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InfoQ Homepage News OpenStack Austin and AWS Free Tier [Updated]

OpenStack Austin and AWS Free Tier [Updated]

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OpenStack has announced Austin, the first open source cloud computing platform release based on Rackspace’s Cloud Servers plus Cloud Files and NASA’s Nebula technologies. In what seems to be a response, Amazon has made available a free AWS Usage Tier for new customers for one year.

The OpenStack initiative led by Rackspace was announced in July, the main software components being Object Storage based on Rackspace’s Cloud Files source code and Compute, based on NASA Nebula’s computing engine and Rackspace’s Cloud Servers technology. After 3 months of development, bug fixing and streamlining, OpenStack has released Austin, the first open source cloud computing platform that is most probably going to change the cloud landscape. NASA has also announced the pre-release of their internal Cloud Services powered by Nebula available to their credentialed personnel.

Mark Collier, VP of Community and Business Development at OpenStack, has declared that OpenStack will include support for Xen virtualization hypervisor based on contribution from Citrix, which is going to use the OpenStack technology for their OpenCloud Platform. The Nebula code brings support for the KVM hypervisor, other supported hypervisors being QEMU and User Mode Linux Support. Collier mentioned that “the goal of OpenStack is to support multiple hypervisors, although currently the release build is lacking support for both VMware and Microsoft's Hyper-V.”

Update. Following the OpenStack Austin announcement, Microsoft has announced their commitment to integrate OpenStack with Windows Server 2008 R2 Hyper-V. Microsoft will provide architectural and technical guidance to which will write the necessary code so OpenStack will run on Microsoft's virtualization platform. The code will be made available on

Object Storage has “more than a dozen bug fixes and newer features like a statistics processor, enhanced access control and user defined meta data,” according to Krishnan Subramanian, an industry analyst, advisor and entrepreneur, Austin being “a complete polished version which is much easier to install and deployed seamlessly.” He mentioned that hundreds of developers are currently contributing to the project, and more than 35 companies and organization are supporting it. The next release is code named “Bexar”, scheduled for January 2011.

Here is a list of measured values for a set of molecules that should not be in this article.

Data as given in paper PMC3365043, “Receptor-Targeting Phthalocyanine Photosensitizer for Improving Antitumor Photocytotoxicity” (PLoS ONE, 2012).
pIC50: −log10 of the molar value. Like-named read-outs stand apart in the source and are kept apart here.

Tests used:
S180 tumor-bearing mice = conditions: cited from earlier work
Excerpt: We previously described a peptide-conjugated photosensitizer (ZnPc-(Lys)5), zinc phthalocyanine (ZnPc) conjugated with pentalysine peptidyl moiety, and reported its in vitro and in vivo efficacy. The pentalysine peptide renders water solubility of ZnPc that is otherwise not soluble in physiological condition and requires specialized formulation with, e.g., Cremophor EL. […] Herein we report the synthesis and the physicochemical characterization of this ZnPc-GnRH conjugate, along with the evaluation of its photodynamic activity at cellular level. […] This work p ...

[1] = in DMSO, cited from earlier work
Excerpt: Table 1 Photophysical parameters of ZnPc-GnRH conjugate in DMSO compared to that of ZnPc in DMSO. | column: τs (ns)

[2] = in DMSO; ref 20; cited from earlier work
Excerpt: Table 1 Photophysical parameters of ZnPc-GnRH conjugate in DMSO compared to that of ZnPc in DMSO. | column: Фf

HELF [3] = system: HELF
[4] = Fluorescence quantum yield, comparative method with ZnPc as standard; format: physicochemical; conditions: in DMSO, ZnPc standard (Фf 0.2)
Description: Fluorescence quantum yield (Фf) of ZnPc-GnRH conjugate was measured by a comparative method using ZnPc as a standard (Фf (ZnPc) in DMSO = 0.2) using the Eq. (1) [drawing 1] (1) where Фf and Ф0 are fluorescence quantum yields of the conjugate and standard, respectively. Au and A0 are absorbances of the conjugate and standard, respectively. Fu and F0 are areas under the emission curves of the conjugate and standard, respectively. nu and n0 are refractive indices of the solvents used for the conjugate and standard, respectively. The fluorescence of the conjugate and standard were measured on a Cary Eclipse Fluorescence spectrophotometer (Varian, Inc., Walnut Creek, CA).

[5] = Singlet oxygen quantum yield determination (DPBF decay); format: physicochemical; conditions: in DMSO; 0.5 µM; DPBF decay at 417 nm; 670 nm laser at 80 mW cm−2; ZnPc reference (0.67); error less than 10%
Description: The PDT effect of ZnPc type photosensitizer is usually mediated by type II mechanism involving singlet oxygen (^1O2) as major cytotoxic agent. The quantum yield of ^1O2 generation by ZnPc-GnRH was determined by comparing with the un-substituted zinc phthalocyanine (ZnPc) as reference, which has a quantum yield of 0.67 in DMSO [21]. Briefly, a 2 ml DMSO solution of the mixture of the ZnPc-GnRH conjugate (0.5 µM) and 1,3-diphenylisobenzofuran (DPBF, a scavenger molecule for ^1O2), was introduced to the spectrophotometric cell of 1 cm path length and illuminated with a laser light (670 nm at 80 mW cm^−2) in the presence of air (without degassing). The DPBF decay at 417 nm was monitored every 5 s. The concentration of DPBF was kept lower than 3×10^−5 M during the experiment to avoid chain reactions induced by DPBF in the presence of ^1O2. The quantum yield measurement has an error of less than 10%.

OpenStack will hold an open design conference on November 9-12, 2010 for those interested in evolving the technology further.

In what seems to be a response to the OpenStack initiative, Amazon has announced a free AWS Usage Tier for new customers starting on November 1st, including EC2, Load Balancer, EBS and S3 available for one year only. SimpleDB, SQS, and SNS will be available indefinitely for new and previous customers. The services can be used for anything the customer wants, having the following limitations:

  • 750 hours of Amazon EC2 Linux Micro Instance usage (613 MB of memory and 32-bit and 64-bit platform support) – enough hours to run continuously each month
  • 750 hours of an Elastic Load Balancer plus 15 GB data processing
  • 10 GB of Amazon Elastic Block Storage, plus 1 million I/Os, 1 GB of snapshot storage, 10,000 snapshot Get Requests and 1,000 snapshot Put Requests
  • 5 GB of Amazon S3 storage, 20,000 Get Requests, and 2,000 Put Requests
  • 30 GB per of internet data transfer (15 GB of data transfer “in” and 15 GB of data transfer “out” across all services except Amazon CloudFront)
  • 25 Amazon SimpleDB Machine Hours and 1 GB of Storage
  • 100,000 Requests of Amazon Simple Queue Service
  • 100,000 Requests, 100,000 HTTP notifications and 1,000 email notifications for Amazon Simple Notification Service

If an application deployed on a free account happens to use more resources than allocated, the standard pay-as-you-go fees will apply for what extra resources are used. That is useful for customers who, for example, launch a website that proves to become popular enough to require such resources.

Google has offered its Google App Engine for free since it started, having a different set of limitations: a customer can have up to 10 applications deployed on GAE, each using up to 500MB of storage and up to 5 million page views/month. Extra resources are to be paid.

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